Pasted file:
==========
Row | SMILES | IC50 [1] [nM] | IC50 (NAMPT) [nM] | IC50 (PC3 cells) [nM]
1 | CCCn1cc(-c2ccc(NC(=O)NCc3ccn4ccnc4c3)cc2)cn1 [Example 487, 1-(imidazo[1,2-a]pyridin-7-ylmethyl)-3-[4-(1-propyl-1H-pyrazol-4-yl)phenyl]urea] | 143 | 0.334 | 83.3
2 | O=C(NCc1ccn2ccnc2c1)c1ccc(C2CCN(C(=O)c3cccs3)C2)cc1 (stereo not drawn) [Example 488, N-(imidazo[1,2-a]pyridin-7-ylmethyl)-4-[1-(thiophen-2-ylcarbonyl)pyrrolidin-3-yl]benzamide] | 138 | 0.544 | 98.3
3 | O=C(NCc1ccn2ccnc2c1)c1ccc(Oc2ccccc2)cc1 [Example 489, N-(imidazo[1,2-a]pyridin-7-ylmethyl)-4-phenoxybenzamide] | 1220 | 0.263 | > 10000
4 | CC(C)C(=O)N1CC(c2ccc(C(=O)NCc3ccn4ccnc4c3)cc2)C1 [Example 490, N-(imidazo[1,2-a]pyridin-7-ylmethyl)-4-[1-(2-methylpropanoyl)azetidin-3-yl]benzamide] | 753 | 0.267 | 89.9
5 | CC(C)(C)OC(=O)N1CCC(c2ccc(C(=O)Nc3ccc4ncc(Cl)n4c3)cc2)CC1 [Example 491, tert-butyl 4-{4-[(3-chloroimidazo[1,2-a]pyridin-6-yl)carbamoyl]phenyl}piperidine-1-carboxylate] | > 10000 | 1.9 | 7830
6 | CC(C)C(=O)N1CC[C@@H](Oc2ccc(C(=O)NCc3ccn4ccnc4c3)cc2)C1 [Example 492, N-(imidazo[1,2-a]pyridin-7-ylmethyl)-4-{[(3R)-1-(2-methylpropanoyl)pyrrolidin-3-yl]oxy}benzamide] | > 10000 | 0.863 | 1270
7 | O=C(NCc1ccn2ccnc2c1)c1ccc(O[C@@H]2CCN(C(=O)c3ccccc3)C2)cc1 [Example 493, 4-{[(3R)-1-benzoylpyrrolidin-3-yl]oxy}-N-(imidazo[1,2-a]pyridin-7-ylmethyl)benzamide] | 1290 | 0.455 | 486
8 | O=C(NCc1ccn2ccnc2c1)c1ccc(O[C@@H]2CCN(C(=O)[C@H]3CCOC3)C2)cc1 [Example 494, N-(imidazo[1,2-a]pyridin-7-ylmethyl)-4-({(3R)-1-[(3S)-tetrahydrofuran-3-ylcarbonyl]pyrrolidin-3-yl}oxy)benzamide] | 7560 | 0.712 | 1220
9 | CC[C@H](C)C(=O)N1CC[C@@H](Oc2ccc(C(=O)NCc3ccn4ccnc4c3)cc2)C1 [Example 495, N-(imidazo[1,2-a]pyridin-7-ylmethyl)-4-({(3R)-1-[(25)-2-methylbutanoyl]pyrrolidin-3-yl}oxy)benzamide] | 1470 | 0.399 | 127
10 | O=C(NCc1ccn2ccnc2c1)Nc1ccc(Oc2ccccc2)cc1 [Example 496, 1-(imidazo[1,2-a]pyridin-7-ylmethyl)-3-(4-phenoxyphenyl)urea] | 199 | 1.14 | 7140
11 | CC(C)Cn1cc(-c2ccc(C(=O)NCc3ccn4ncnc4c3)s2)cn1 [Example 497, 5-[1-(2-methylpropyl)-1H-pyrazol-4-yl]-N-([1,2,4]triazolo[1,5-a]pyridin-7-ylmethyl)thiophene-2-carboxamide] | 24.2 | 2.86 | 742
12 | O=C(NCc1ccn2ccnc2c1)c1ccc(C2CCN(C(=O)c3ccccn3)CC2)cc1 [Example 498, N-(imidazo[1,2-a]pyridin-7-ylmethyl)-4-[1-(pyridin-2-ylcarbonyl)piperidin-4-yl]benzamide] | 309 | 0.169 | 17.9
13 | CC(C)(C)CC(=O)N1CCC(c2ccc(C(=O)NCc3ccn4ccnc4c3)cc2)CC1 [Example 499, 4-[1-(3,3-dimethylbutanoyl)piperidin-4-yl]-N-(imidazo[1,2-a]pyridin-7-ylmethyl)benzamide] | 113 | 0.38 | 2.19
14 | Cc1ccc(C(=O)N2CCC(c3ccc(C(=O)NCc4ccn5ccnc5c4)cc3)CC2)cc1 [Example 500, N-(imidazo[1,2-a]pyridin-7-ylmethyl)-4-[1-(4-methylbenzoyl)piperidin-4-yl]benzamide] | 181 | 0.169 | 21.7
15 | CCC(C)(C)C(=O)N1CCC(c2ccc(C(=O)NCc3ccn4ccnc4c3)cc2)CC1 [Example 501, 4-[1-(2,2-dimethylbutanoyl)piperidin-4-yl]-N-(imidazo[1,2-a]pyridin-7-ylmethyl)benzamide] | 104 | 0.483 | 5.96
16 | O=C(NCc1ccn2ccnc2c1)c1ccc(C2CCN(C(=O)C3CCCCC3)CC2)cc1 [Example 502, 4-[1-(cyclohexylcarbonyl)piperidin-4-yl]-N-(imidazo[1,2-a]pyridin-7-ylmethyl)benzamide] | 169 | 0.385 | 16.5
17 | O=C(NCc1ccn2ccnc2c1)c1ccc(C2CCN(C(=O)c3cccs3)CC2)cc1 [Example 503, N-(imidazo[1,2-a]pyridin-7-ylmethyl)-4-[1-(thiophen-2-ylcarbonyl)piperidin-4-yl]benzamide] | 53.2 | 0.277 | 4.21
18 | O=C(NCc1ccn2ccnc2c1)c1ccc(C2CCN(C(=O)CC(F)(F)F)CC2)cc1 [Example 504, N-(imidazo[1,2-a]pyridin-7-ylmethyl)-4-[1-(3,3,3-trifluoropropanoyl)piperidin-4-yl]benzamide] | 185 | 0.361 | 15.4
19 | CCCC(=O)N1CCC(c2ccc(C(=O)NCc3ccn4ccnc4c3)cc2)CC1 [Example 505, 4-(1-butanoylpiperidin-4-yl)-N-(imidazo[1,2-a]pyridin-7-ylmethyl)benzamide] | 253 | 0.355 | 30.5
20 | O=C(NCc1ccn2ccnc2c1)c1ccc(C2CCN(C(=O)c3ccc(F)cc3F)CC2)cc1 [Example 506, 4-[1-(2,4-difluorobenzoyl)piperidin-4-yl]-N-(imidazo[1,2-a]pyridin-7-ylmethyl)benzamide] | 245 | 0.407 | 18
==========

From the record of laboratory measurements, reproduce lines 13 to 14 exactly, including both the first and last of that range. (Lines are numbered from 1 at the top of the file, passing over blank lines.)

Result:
12 | O=C(NCc1ccn2ccnc2c1)c1ccc(C2CCN(C(=O)c3ccccn3)CC2)cc1 [Example 498, N-(imidazo[1,2-a]pyridin-7-ylmethyl)-4-[1-(pyridin-2-ylcarbonyl)piperidin-4-yl]benzamide] | 309 | 0.169 | 17.9
13 | CC(C)(C)CC(=O)N1CCC(c2ccc(C(=O)NCc3ccn4ccnc4c3)cc2)CC1 [Example 499, 4-[1-(3,3-dimethylbutanoyl)piperidin-4-yl]-N-(imidazo[1,2-a]pyridin-7-ylmethyl)benzamide] | 113 | 0.38 | 2.19